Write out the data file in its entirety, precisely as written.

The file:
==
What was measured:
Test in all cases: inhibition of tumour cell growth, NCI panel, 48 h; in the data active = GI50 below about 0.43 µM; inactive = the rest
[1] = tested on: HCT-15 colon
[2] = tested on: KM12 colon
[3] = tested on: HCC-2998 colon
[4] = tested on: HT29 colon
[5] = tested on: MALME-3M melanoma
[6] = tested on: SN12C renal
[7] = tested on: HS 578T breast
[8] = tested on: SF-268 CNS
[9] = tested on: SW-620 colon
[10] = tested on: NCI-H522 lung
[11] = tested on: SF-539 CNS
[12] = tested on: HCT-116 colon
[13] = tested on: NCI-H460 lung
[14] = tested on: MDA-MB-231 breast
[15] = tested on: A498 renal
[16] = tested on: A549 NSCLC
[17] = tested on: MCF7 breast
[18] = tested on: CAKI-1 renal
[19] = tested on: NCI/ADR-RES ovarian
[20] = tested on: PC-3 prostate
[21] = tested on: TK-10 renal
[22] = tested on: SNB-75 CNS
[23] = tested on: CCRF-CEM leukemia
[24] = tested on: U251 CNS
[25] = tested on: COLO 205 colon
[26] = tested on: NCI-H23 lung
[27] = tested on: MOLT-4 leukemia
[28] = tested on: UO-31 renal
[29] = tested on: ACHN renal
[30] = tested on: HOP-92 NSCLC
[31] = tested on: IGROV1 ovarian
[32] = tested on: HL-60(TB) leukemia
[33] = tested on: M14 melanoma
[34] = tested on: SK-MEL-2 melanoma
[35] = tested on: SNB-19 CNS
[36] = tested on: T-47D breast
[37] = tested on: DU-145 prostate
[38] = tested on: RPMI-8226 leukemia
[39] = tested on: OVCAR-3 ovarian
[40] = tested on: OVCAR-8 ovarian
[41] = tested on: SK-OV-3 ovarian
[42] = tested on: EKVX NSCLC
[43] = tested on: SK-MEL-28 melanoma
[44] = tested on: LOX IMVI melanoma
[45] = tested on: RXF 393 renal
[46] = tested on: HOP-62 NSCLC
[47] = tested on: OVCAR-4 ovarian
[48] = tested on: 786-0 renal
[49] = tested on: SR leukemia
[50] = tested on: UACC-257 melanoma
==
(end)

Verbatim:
What was measured:
Test in all cases: inhibition of tumour cell growth, NCI panel, 48 h; in the data active = GI50 below about 0.43 µM; inactive = the rest
[1] = tested on: HCT-15 colon
[2] = tested on: KM12 colon
[3] = tested on: HCC-2998 colon
[4] = tested on: HT29 colon
[5] = tested on: MALME-3M melanoma
[6] = tested on: SN12C renal
[7] = tested on: HS 578T breast
[8] = tested on: SF-268 CNS
[9] = tested on: SW-620 colon
[10] = tested on: NCI-H522 lung
[11] = tested on: SF-539 CNS
[12] = tested on: HCT-116 colon
[13] = tested on: NCI-H460 lung
[14] = tested on: MDA-MB-231 breast
[15] = tested on: A498 renal
[16] = tested on: A549 NSCLC
[17] = tested on: MCF7 breast
[18] = tested on: CAKI-1 renal
[19] = tested on: NCI/ADR-RES ovarian
[20] = tested on: PC-3 prostate
[21] = tested on: TK-10 renal
[22] = tested on: SNB-75 CNS
[23] = tested on: CCRF-CEM leukemia
[24] = tested on: U251 CNS
[25] = tested on: COLO 205 colon
[26] = tested on: NCI-H23 lung
[27] = tested on: MOLT-4 leukemia
[28] = tested on: UO-31 renal
[29] = tested on: ACHN renal
[30] = tested on: HOP-92 NSCLC
[31] = tested on: IGROV1 ovarian
[32] = tested on: HL-60(TB) leukemia
[33] = tested on: M14 melanoma
[34] = tested on: SK-MEL-2 melanoma
[35] = tested on: SNB-19 CNS
[36] = tested on: T-47D breast
[37] = tested on: DU-145 prostate
[38] = tested on: RPMI-8226 leukemia
[39] = tested on: OVCAR-3 ovarian
[40] = tested on: OVCAR-8 ovarian
[41] = tested on: SK-OV-3 ovarian
[42] = tested on: EKVX NSCLC
[43] = tested on: SK-MEL-28 melanoma
[44] = tested on: LOX IMVI melanoma
[45] = tested on: RXF 393 renal
[46] = tested on: HOP-62 NSCLC
[47] = tested on: OVCAR-4 ovarian
[48] = tested on: 786-0 renal
[49] = tested on: SR leukemia
[50] = tested on: UACC-257 melanoma